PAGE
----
Monday, September 06, 2010

Caroline Wozniacki Muscles A Victory Over Maria Sharapova In US Open

20-year old Caroline Wozniacki beat Maria Sharapova in straight sets on Labor Day at the 2010 US Open.

 The victory wasn't even funny to watch. It was brutal. It was the skinny beauty queen in Maria Sharapova versus the female bodybuilder Caroline Wozniacki, and brawn won big time.

Caroline Wozniacki had Sharapova literally chasing the ball all over the place. Then, just when it looked like Caroline from Denmark was six points from a win, Sharapova mustered her reserve and nearly avoided the straight set win that did happen, 6-3, 6-4.

Now, Caroline Wozniacki, the number one seed who's won 19 of 20 straight sets since Wimbledon, advances in the US Open.

U.S. Open Tennis: Venus Williams French Open Outfit Shows Legs

Venus Williams (AP)
The new buzz is all about U.S. Open Tennis and Venus Williams' French Open outfit. Since it lacks a skirt, all we see are legs and bikini panties. That's it.

Venus says the outfit's designed to show fireworks.  But the only fireworks were because of what the outfit shows - almost everything below the waist.

All this space can say is "WOW." But frankly, her sister Serena has better legs: more shape and muscle. Still both are sexy.

You have to admit, Venus knows how to stir a crowd online and offline.

 Caroline Wozniacki (Extreme Sports) 
And that brings up another thought. This should confirm that guys watch women's tennis to check out the legs.

It's really that simple. Where else can guys see women showing great, sexy, muscular legs? You can't even get that in Playboy.

And on the topic of Women's Tennis Players with legs, Caroline Wozniacki has better legs than Venus Williams, at least I think so.

Caroline Wozniacki, who's legs are even more muscular than in the photo, is as of this writing six points from beating Maria Sharapova. But nerves are getting to her. She's double-faulting.

Still Sharapova's making errors to.  Wozniacki is two points away from victory.

But those legs!

Oakland Mayor's Race: Don MaCleay, Don Perata, Tax Increment Financing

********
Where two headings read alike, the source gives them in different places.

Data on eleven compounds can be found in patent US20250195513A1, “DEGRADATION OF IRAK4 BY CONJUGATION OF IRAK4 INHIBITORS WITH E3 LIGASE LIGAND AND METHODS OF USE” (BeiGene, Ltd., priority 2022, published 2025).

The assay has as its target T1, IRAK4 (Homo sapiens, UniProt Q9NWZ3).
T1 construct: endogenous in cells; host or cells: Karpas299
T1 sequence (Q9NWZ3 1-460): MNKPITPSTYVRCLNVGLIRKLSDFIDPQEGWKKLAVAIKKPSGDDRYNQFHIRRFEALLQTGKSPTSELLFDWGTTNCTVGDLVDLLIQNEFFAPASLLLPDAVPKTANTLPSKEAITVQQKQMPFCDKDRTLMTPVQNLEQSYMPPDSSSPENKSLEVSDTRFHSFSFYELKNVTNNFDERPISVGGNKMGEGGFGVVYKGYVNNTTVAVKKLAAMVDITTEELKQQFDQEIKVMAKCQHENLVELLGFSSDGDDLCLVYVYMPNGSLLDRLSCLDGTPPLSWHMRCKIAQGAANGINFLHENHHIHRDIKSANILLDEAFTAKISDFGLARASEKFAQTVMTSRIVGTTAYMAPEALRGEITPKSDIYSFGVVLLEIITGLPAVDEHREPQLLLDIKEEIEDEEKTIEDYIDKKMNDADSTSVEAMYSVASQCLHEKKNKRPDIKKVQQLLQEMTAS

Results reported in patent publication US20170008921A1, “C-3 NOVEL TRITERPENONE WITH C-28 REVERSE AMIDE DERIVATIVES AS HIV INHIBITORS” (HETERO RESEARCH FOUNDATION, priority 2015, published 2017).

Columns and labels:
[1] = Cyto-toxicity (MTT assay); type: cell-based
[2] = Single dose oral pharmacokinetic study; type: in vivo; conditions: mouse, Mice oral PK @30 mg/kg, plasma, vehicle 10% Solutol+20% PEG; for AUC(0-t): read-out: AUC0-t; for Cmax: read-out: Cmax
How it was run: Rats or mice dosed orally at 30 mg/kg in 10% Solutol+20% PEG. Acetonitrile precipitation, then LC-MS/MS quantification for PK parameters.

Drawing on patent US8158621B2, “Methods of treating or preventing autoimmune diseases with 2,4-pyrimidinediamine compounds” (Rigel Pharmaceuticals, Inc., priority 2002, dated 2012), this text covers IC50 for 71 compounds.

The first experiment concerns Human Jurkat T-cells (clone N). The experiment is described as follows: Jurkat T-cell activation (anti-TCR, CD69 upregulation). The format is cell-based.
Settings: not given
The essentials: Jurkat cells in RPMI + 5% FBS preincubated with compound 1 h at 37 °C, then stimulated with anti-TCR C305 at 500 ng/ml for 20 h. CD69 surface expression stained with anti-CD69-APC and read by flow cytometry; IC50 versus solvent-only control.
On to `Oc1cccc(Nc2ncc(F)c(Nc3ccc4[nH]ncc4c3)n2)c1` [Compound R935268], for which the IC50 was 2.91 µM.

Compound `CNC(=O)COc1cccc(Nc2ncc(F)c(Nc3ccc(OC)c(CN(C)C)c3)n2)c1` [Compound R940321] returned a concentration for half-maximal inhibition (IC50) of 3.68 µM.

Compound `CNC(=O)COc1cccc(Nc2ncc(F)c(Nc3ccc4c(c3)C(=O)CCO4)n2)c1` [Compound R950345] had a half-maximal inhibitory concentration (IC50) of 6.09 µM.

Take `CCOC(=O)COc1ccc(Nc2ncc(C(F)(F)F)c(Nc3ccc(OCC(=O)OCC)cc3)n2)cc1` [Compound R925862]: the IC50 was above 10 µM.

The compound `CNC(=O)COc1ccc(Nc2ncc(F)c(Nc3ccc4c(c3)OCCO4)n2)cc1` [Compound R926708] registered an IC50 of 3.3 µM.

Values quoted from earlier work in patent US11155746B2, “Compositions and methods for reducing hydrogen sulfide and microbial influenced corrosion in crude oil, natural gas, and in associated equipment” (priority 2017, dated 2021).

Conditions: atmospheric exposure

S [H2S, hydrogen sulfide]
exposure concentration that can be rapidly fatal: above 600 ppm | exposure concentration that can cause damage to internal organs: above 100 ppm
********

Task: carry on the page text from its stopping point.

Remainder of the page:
Blogging random thoughts on Labor Day 2010 in Oakland.

First, say Chip Johnson, my friend, can you name all of the candidates running for Mayor of Oakland without a list to assist you? A bottle of wine says you can't do it on video. Talking to Don Perata is great, and it was a great column, but we need more coverage from you - try doing all of them! Besides, Don skipped the Forum. He had a reason, but Perata's not Mayor; acting like he is will not win the prize.

...Still, I'm starting to see Perata lawn signs...

Second, this blogger has video from the Oakland Mayor's Race Forum on Jobs from last Thursday, but thankfully so do a number of Oakland blogs. That means I can wait and take my time. Yeah!

In fact, I have a backlog of videos that are of a higher priority than the Forum, and I will explain why below. But interviews with Oakland District Two Councilmember Pat Kernighan and her challenger Jennifer Pae, and an upcoming interview with Joe Tuman have to get out there.

Third, now, about the Forum. Where were Terrance Candell and Arnie Fields? Got to attend these things.

Don McCleay 
As I stated in my Twitter tweets during the forum - and there's a good chance you didn't see them, which is cool, but it's not like I have a million followers yet - I believed the best performances were from Councilmember Rebecca Kaplan, Joe Tuman, and (drum roll please) Marcy Hodge. I really didn't think Hodge would do that well, and I base much of my choice on the way she handled my tax increment financing question.

Frustrated with the dog-and-pony-show level of questions at the Oakland Mayor's Forums, I tossed in this one: What is Tax Increment Financing and how will you use it to help business and create jobs in Oakland?

Or something like that.

The question did what I engineered it to do: surprise the candidates and make them think, and scare them. In the process, we learn how they handle a real curveball. Because that's what Mayor's will have to deal with: lots of curveballs.

Beyond that, I wanted to see if the people running for Mayor knew about what tools were available to them for job creation and business assistance. TIF is one of them. (And before you tell me it can't be used for the provision of services in Oakland, I will tell you you're wrong. There's a little known part of the California Heath and Safety Code that says, essentially, that it can. So there. Go and do your homework, and when you're stuck, call me.)

At any rate...

Marcy Hodge answered the question and correctly referred to TIF for what is is, a tool. For someone who didn't spend time in redevelopment (well, OK, she is on the Peralta Board), she gave a good answer of what it could and could not do.